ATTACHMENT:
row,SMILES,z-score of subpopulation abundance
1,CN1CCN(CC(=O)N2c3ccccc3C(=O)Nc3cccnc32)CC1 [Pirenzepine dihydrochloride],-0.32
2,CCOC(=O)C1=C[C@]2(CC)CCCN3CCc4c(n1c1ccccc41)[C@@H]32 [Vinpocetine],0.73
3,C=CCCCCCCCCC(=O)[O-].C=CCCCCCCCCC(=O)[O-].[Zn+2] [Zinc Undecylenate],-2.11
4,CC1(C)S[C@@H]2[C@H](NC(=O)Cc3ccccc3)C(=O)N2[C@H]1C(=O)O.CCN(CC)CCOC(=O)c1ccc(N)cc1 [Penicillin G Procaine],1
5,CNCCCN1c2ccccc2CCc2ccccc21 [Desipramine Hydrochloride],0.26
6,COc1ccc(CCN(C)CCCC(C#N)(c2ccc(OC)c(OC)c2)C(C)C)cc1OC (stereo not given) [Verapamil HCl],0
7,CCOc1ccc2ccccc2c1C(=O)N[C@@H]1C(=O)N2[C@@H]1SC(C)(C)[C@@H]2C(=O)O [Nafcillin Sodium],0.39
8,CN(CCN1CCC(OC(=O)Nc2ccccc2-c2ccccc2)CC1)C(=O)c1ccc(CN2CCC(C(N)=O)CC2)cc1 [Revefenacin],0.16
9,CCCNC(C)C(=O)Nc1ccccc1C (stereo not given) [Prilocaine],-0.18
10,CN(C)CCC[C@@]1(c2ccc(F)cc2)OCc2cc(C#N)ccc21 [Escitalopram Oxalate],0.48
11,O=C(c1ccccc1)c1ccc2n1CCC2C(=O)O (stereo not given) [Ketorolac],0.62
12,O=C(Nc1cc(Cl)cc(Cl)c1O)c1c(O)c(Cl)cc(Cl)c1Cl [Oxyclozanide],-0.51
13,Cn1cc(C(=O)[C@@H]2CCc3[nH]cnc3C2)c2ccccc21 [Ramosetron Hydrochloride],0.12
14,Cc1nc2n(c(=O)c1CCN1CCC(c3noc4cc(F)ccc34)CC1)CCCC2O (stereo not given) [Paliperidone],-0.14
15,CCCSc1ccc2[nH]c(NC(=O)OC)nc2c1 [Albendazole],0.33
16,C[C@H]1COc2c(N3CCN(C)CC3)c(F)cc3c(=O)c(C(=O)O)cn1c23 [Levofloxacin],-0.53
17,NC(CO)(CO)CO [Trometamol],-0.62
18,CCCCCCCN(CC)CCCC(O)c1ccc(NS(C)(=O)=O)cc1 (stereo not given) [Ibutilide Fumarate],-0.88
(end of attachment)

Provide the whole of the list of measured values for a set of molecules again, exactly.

row,SMILES,z-score of subpopulation abundance
1,CN1CCN(CC(=O)N2c3ccccc3C(=O)Nc3cccnc32)CC1 [Pirenzepine dihydrochloride],-0.32
2,CCOC(=O)C1=C[C@]2(CC)CCCN3CCc4c(n1c1ccccc41)[C@@H]32 [Vinpocetine],0.73
3,C=CCCCCCCCCC(=O)[O-].C=CCCCCCCCCC(=O)[O-].[Zn+2] [Zinc Undecylenate],-2.11
4,CC1(C)S[C@@H]2[C@H](NC(=O)Cc3ccccc3)C(=O)N2[C@H]1C(=O)O.CCN(CC)CCOC(=O)c1ccc(N)cc1 [Penicillin G Procaine],1
5,CNCCCN1c2ccccc2CCc2ccccc21 [Desipramine Hydrochloride],0.26
6,COc1ccc(CCN(C)CCCC(C#N)(c2ccc(OC)c(OC)c2)C(C)C)cc1OC (stereo not given) [Verapamil HCl],0
7,CCOc1ccc2ccccc2c1C(=O)N[C@@H]1C(=O)N2[C@@H]1SC(C)(C)[C@@H]2C(=O)O [Nafcillin Sodium],0.39
8,CN(CCN1CCC(OC(=O)Nc2ccccc2-c2ccccc2)CC1)C(=O)c1ccc(CN2CCC(C(N)=O)CC2)cc1 [Revefenacin],0.16
9,CCCNC(C)C(=O)Nc1ccccc1C (stereo not given) [Prilocaine],-0.18
10,CN(C)CCC[C@@]1(c2ccc(F)cc2)OCc2cc(C#N)ccc21 [Escitalopram Oxalate],0.48
11,O=C(c1ccccc1)c1ccc2n1CCC2C(=O)O (stereo not given) [Ketorolac],0.62
12,O=C(Nc1cc(Cl)cc(Cl)c1O)c1c(O)c(Cl)cc(Cl)c1Cl [Oxyclozanide],-0.51
13,Cn1cc(C(=O)[C@@H]2CCc3[nH]cnc3C2)c2ccccc21 [Ramosetron Hydrochloride],0.12
14,Cc1nc2n(c(=O)c1CCN1CCC(c3noc4cc(F)ccc34)CC1)CCCC2O (stereo not given) [Paliperidone],-0.14
15,CCCSc1ccc2[nH]c(NC(=O)OC)nc2c1 [Albendazole],0.33
16,C[C@H]1COc2c(N3CCN(C)CC3)c(F)cc3c(=O)c(C(=O)O)cn1c23 [Levofloxacin],-0.53
17,NC(CO)(CO)CO [Trometamol],-0.62
18,CCCCCCCN(CC)CCCC(O)c1ccc(NS(C)(=O)=O)cc1 (stereo not given) [Ibutilide Fumarate],-0.88